Once a Cowboy…OSU Alumnus James Marsden stars in the new season of ‘Westworld’ on HBO
James Marsden has had steady success since he left Oklahoma State University in the early 1990s to pursue an acting career. His work in projects ranging from musicals to action films to comedies has given him career longevity and kept him from being typecast in spite of his blue eyes and leading man looks. He recently talked with the Stillwater News Press about how he got his start in the business and his newest project.
Q: The story we hear is that you and your family were on vacation and you met Kirk Cameron and his sister Candace and that they encouraged you to come out and visit in L.A. and that was part of what got you out there. Is that correct?
Marsden: That’s exactly right. It was a sort of convergence of me discovering theater and what it feels like to be on stage at 15-16 years old, middle school, high school, and feeling pretty good at it, at least enjoying it and at the same time I was on vacation in Hawaii and I stayed at the same hotel as the Cameron family…We exchanged numbers, kept in touch and they invited me out to come stay with them and watch a taping of “Full House” and “Growing Pains” and I thought, “Wow, what a cool lifestyle this would be.” I already had the bug for performing and then on top of it that was my dream to be in TV and film. So I kept in touch with them and they encouraged me to come out and give it a shot…Otherwise I would have stayed in Stillwater and probably gotten my degree.
Q: Your major was broadcast journalism?
Marsden: That’s what I was studying because I was a teen news anchor on “Good Morning Oklahoma” for one year. They went around and auditioned drama students in high schools … Every day we’d have to get up at 6:30 in the morning and deliver two to three minutes of educational news. My payment, basically, was a scholarship to the state school of my choice…and so I was studying journalism/broadcasting because I didn’t really know what else to do at the time. I was under the impression that you couldn’t really have a career in musical theater, it wasn’t a real dependable job but it was something I loved to do. I thought journalism was something that if I stayed in Oklahoma that I could pursue.
Q: It seems like you went out there and started getting guest appearances on TV shows like “Party of Five” and seem to have worked really regularly over the years. It seems like it took off pretty well, fairly quickly.
Marsden: Yeah, that’s what happens when you’re kind of young and naive and have all the confidence in the world. You kind of will it to happen. When I moved out I was like, “This is gonna happen, I’m just gonna make it happen.” I had a lot more confidence then than I probably do now and I was very lucky. My father knew someone who had moved to L.A. from Kansas and was a successful casting director and introduced me to a manager who was a legit guy and sent me out on 3-4 meetings a day. I just went in with a huge smile on my face like I’m just going to take over the town. I think it was refreshing for these people. I don’t know, I was just bold and confident and young started getting small jobs here and there. There was no small job when I started because it was like “You’re being paid to act,” you know, it was just great. So every job was a learning experience and I slowly started to pick up some traction and get a little more picky about the jobs I chose and realized that “Hey, if you’re smart about it, you do the right work, you can make a career out of it.”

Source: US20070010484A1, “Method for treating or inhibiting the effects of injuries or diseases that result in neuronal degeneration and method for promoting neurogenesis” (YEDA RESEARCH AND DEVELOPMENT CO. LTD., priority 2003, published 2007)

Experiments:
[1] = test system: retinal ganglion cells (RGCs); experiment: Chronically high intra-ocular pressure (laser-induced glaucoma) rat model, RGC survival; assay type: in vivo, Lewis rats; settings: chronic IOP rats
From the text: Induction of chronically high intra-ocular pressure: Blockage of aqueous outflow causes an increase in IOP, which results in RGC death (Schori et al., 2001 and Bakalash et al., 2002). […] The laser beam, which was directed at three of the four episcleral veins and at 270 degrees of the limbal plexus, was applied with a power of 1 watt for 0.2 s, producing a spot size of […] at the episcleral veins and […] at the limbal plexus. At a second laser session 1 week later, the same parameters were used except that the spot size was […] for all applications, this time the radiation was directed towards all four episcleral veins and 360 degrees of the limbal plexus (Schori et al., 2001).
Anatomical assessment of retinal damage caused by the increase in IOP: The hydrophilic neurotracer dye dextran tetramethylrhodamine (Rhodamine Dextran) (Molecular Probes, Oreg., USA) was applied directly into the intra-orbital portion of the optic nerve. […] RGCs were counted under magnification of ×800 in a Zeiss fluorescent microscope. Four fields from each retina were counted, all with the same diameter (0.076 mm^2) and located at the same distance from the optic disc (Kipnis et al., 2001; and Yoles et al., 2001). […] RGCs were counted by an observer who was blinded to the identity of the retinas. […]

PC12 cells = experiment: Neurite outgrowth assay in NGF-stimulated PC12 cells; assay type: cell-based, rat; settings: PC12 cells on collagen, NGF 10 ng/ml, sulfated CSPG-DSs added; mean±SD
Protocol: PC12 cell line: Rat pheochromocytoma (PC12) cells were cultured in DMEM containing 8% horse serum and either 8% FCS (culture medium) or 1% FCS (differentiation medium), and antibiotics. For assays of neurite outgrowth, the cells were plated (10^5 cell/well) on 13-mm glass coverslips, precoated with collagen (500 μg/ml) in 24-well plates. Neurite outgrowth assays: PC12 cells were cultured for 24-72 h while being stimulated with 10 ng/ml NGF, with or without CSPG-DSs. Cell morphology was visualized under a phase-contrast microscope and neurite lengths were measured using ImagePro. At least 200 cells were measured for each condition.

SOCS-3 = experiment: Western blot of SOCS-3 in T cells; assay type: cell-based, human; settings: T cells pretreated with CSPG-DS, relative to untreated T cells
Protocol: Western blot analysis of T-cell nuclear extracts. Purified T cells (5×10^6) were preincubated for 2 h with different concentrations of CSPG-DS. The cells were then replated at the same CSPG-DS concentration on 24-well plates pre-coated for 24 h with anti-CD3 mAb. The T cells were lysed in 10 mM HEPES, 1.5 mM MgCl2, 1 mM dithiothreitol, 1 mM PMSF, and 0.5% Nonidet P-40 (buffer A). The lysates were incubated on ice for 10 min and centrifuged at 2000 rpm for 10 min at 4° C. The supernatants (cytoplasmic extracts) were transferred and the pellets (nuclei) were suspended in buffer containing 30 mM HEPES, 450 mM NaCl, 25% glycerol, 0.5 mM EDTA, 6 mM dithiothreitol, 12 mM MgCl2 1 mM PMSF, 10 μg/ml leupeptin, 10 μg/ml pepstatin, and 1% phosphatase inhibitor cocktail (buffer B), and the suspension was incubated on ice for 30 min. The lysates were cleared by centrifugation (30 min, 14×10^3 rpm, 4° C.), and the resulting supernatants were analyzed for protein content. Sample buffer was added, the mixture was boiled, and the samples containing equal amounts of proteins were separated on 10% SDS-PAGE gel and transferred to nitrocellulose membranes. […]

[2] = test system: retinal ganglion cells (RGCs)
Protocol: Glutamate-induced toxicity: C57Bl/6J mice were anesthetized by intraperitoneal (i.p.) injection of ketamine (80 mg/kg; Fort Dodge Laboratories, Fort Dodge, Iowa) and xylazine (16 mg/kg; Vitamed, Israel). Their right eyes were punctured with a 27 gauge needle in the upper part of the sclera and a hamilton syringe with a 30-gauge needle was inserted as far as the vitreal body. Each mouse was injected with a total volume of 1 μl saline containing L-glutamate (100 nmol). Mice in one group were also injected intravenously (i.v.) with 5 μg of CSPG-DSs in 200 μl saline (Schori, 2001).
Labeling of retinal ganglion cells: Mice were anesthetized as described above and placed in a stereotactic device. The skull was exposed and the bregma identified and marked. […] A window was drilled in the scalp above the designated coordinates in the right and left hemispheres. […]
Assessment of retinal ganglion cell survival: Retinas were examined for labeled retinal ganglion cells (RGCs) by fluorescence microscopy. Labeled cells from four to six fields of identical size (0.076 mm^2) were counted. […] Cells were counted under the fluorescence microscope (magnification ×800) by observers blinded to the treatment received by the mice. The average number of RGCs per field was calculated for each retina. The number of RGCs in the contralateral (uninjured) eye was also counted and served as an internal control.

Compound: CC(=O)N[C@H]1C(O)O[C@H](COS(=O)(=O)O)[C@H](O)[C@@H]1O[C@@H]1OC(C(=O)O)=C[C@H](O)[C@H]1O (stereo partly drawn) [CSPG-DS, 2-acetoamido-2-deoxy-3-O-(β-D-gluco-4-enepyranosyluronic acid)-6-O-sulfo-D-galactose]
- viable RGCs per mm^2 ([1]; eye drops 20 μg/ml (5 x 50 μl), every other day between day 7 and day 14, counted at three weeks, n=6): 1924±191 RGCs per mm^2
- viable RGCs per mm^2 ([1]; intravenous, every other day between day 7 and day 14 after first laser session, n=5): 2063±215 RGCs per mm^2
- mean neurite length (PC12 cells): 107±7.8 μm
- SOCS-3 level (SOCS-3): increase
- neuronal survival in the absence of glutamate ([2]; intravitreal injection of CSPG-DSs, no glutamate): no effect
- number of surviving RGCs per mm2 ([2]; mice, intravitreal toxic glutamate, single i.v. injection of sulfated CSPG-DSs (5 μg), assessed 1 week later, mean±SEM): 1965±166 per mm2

Q: At what point did that click for you? Where you started not just thinking about getting work but thinking about what I want my career to be?
Marsden: Very soon, actually. One of the first jobs I got offered was as a series regular on “Days of Our Lives” and I thought “Wow, in a business where you don’t have consistency of work, you’re going from job to job, that seems like the most regular job and job security you can have, being on a soap opera”…My manager, this is about two to three months into moving to L.A … and my manager had heard such good feedback that he said “I don’t think you should do this … We should actually focus on getting you better work and something that doesn’t tie you down, that allows you to go do other things.” I was like, “So, I’ve been here for three months and I’m turning down three year’s work on an acting job?” And my dad flew out and was like, “What’s going on? Wait, he’s saying no to something?”… and the manager said he could get on a prime time show or even a movie career. Let’s focus on aiming for the top. So we started doing that. It was really a year or two in when I really tried to get picky about my options but that was only after a few guest star appearances … I guess it was a slow realization of “Within the options that I have, pick the smartest one that allows you the most freedom to do other things.